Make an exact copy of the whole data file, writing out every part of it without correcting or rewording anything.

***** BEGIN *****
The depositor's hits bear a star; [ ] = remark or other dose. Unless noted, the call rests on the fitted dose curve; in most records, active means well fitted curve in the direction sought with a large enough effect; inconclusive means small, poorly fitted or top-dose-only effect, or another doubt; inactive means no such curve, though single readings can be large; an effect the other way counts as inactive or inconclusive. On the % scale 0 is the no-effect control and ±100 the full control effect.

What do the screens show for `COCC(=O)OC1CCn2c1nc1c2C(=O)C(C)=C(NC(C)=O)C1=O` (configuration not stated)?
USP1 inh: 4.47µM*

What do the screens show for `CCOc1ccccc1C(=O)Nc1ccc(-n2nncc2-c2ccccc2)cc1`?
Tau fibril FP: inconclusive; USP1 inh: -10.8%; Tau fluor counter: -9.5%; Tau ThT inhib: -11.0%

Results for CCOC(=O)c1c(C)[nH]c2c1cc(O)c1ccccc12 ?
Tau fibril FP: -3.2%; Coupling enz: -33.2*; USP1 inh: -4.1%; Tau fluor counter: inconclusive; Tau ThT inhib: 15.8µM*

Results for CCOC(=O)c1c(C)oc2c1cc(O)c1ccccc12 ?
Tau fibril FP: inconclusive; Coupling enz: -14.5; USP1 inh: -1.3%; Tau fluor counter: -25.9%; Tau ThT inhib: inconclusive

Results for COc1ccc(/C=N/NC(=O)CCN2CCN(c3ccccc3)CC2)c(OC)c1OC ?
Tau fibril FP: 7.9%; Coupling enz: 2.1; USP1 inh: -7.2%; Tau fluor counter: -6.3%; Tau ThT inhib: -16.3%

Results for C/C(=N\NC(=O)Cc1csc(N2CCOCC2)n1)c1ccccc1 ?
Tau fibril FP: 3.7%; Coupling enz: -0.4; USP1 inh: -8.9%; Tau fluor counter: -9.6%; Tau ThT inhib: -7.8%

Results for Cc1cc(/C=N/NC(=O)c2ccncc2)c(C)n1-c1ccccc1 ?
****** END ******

The depositor's hits bear a star; [ ] = remark or other dose. Unless noted, the call rests on the fitted dose curve; in most records, active means well fitted curve in the direction sought with a large enough effect; inconclusive means small, poorly fitted or top-dose-only effect, or another doubt; inactive means no such curve, though single readings can be large; an effect the other way counts as inactive or inconclusive. On the % scale 0 is the no-effect control and ±100 the full control effect.

What do the screens show for `COCC(=O)OC1CCn2c1nc1c2C(=O)C(C)=C(NC(C)=O)C1=O` (configuration not stated)?
USP1 inh: 4.47µM*

What do the screens show for `CCOc1ccccc1C(=O)Nc1ccc(-n2nncc2-c2ccccc2)cc1`?
Tau fibril FP: inconclusive; USP1 inh: -10.8%; Tau fluor counter: -9.5%; Tau ThT inhib: -11.0%

Results for CCOC(=O)c1c(C)[nH]c2c1cc(O)c1ccccc12 ?
Tau fibril FP: -3.2%; Coupling enz: -33.2*; USP1 inh: -4.1%; Tau fluor counter: inconclusive; Tau ThT inhib: 15.8µM*

Results for CCOC(=O)c1c(C)oc2c1cc(O)c1ccccc12 ?
Tau fibril FP: inconclusive; Coupling enz: -14.5; USP1 inh: -1.3%; Tau fluor counter: -25.9%; Tau ThT inhib: inconclusive

Results for COc1ccc(/C=N/NC(=O)CCN2CCN(c3ccccc3)CC2)c(OC)c1OC ?
Tau fibril FP: 7.9%; Coupling enz: 2.1; USP1 inh: -7.2%; Tau fluor counter: -6.3%; Tau ThT inhib: -16.3%

Results for C/C(=N\NC(=O)Cc1csc(N2CCOCC2)n1)c1ccccc1 ?
Tau fibril FP: 3.7%; Coupling enz: -0.4; USP1 inh: -8.9%; Tau fluor counter: -9.6%; Tau ThT inhib: -7.8%

Results for Cc1cc(/C=N/NC(=O)c2ccncc2)c(C)n1-c1ccccc1 ?